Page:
The Mitchells vs. the Machines

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The Mitchells vs. The Machines.
The Mitchells vs. The Machines.
Photo: Netflix


The Mitchells vs. the Machines




4/5 Stars


A robot apocalypse put the brakes on their cross-country road trip. Now it's up to the Mitchells - the world's weirdest family - to save the human race. 


Just to confirm, yes, I'm one of those adults who still enjoy watching animated movies. I don't care what anybody says; nothing will ever top the Toy Story franchise. And maybe, every once in a while, I catch myself watching a Tinkerbell flick too. There's just something about animations that capture the imagination and leave you feeling like a kid again.

When this movie popped up on my Netflix feed, I thought: "Hmm, I haven't seen a good animation in a while". Let's just say since clicking play; I've been recommending it to anyone who wants some fun, light-hearted content. Truth be told, we could all use some of that these days.

So let's talk about why this film is so different from others I've seen.

We've seen the "robots take over the world" storyline countless times before. Even though this film is about a family going up against an android army on the surface, that's not what it's about.

The Mitchells are far from perfect – think the Hecks from the sitcom The Middle but in cartoon form. Daughter Katie (voiced by Abbi Jacobson) is overflowing with creativity but has trouble fitting in; her dad Rick (voiced by Danny McBride), desperately tries to win her over, but more than anything, just wants to protect his family and do what's best for them. Brother Aaron (voiced by Mike Rianda) is a quirky, funny little guy with a dinosaur obsession, and all mom Linda (voiced by Maya Rudolph) really wants is for her family to appear as perfect as possible to the outside world.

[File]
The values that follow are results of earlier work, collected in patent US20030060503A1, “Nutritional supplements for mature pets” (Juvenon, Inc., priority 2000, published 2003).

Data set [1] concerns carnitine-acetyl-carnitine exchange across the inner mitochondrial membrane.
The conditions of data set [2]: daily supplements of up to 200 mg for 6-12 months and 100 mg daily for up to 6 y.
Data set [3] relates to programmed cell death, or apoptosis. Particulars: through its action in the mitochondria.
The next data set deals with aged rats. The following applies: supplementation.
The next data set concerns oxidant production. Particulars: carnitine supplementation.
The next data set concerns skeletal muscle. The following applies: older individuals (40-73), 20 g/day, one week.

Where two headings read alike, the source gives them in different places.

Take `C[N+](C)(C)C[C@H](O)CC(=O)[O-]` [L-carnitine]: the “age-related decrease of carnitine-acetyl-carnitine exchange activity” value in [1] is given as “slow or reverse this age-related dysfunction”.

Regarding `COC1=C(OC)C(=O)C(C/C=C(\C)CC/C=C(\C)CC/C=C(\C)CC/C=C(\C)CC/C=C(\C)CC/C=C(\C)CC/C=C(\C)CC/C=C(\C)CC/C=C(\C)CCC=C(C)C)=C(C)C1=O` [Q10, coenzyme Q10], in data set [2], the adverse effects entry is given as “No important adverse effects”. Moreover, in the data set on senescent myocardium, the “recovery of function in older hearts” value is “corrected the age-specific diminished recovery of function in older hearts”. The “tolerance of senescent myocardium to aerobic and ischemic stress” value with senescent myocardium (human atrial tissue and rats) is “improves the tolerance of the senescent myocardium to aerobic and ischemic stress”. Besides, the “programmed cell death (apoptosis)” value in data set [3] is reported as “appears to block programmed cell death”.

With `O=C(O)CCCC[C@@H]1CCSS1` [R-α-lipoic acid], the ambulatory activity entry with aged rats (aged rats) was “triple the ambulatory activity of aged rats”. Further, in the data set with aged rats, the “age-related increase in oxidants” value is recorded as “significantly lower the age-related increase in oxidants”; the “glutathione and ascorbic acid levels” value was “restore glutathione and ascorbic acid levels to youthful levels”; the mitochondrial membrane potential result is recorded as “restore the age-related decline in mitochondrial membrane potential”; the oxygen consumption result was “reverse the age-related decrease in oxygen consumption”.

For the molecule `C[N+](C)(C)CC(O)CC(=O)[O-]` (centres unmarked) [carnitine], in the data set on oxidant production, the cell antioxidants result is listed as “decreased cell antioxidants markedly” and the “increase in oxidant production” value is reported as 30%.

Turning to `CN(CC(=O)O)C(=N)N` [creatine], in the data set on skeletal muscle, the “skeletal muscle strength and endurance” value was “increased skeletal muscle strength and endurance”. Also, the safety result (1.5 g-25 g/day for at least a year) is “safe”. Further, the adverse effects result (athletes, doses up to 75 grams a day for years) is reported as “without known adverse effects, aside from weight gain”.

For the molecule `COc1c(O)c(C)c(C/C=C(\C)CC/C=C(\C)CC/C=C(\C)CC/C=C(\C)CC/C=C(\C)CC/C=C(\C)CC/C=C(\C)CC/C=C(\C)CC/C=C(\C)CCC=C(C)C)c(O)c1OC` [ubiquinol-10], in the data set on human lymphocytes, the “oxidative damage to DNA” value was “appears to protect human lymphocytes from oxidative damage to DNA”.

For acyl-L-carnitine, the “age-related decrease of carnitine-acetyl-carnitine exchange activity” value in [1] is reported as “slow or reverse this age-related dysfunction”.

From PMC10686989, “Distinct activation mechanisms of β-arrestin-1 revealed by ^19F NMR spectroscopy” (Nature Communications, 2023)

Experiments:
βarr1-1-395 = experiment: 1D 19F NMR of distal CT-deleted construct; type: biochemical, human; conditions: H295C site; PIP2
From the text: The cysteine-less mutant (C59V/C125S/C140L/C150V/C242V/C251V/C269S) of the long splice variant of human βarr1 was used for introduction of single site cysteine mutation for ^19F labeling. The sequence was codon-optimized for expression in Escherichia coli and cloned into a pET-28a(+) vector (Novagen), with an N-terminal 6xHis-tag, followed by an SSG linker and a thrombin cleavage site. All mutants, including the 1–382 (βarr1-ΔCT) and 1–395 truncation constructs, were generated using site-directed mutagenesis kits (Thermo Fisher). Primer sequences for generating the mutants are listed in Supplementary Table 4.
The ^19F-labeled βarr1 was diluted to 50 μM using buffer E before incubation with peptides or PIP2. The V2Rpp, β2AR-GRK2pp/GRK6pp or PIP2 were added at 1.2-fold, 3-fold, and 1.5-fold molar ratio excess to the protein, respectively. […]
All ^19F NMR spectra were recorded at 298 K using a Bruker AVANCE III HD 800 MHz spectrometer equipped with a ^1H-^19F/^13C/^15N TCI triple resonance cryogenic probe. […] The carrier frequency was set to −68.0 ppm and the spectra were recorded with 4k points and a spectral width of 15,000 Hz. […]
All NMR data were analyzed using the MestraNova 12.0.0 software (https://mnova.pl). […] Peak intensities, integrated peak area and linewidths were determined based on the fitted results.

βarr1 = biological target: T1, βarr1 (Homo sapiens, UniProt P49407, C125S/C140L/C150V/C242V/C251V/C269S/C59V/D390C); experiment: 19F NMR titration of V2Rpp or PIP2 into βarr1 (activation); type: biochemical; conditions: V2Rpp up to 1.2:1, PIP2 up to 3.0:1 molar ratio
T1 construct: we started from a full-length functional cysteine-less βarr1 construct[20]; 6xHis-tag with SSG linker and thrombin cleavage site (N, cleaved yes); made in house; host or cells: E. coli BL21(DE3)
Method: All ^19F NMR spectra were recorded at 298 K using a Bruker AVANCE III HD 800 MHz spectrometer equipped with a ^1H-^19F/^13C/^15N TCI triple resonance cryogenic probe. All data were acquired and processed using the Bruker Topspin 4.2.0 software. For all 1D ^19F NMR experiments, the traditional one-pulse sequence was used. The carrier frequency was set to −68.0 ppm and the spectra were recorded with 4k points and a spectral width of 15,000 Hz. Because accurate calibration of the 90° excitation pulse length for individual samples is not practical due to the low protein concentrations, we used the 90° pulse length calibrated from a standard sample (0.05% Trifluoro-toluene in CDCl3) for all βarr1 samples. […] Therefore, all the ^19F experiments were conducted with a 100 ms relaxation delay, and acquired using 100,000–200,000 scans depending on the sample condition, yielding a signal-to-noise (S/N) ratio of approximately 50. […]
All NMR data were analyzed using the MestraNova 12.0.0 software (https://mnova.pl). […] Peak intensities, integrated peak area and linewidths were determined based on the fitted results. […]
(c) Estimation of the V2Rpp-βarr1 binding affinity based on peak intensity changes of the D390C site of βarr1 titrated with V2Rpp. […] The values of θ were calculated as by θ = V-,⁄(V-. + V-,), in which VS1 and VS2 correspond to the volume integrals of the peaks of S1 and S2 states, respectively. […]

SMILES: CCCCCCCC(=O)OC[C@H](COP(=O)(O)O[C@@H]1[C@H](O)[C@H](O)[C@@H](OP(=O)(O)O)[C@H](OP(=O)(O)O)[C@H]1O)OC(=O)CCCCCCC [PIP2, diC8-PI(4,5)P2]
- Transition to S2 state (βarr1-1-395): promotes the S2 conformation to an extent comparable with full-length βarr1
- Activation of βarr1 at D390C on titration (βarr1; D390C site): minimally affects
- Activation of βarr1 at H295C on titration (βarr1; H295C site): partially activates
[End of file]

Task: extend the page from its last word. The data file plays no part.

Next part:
I've got one word to describe this unit – relatable. They don't have superpowers, nor do they have the picture-perfect home or ideal family dynamic. And yet, they're able to rise above adversity and save the world. Talk about a positive message for young viewers.

In the film, the robot uprising is accidentally started by a tech mogul called Mark Bowman (but we all know which Mark they were actually referring to).

From the beginning, there's a large focus on technology and the negative impact it has on people and families. There are also quite a few jabs thrown at Mark ("Bowman"), highlighting that his company has access to the data of everyone who uses one of his products or apps.

Don't even get me started on the jokes about how humans would walk straight into their doom if they were promised free wifi on the other side.

The animation is weird, quirky and different, just like the Mitchells. The animators used 2D and 3D animation in conjunction to create a unique feel. The same type of animation was first used in Spiderman: Into the Spider-Verse. Now, the Spider-Verse team has applied their expertise to The Mitchells vs The Machines, pushing it even further to bring a visually incredibly interesting film. As someone who gets bored quite easily, I found myself struggling to look away from the screen.

I chuckled at some of the funny lines, clutched my pearls and let out a soft "daaamn" for a couple of the jabs taken at humans (and tech moguls), and was left in my feels when Katie spoke about her struggle to fit in. More than anything, I smiled—a lot.

When we talk about an animated film that's perfect for the whole family, this is it.


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